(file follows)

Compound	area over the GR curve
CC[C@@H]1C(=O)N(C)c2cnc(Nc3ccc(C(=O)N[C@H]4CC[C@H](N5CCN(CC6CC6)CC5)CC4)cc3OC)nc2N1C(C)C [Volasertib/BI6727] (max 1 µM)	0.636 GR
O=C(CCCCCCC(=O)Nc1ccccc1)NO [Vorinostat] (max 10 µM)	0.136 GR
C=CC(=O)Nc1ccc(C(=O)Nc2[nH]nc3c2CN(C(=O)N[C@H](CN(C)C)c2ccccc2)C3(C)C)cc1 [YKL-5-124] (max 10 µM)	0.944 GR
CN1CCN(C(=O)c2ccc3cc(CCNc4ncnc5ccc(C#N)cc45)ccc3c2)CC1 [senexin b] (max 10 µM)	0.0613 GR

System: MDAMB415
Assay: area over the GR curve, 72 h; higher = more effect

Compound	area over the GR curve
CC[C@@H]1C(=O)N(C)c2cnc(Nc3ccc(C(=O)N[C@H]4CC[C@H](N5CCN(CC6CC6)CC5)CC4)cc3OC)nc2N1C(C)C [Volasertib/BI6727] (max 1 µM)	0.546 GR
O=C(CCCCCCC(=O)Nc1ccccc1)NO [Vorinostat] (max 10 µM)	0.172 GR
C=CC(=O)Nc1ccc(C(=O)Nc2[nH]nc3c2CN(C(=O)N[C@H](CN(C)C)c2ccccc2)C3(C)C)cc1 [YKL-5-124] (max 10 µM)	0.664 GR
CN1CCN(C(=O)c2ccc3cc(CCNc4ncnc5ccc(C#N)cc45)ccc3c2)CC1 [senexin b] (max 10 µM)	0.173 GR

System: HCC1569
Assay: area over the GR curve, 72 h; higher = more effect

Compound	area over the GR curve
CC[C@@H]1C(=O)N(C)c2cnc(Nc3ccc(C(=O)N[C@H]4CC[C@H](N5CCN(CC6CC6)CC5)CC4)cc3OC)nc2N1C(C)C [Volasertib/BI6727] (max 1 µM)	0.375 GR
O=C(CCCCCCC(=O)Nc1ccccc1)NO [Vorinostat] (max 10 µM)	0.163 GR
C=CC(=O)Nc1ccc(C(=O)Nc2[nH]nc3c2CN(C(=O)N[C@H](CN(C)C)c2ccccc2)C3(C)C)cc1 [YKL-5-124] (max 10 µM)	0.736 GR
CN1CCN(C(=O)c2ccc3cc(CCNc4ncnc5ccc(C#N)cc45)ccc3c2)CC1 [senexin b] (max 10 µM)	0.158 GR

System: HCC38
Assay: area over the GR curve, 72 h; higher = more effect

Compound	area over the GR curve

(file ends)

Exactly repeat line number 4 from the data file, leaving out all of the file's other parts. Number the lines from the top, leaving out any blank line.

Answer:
C=CC(=O)Nc1ccc(C(=O)Nc2[nH]nc3c2CN(C(=O)N[C@H](CN(C)C)c2ccccc2)C3(C)C)cc1 [YKL-5-124] (max 10 µM)	0.944 GR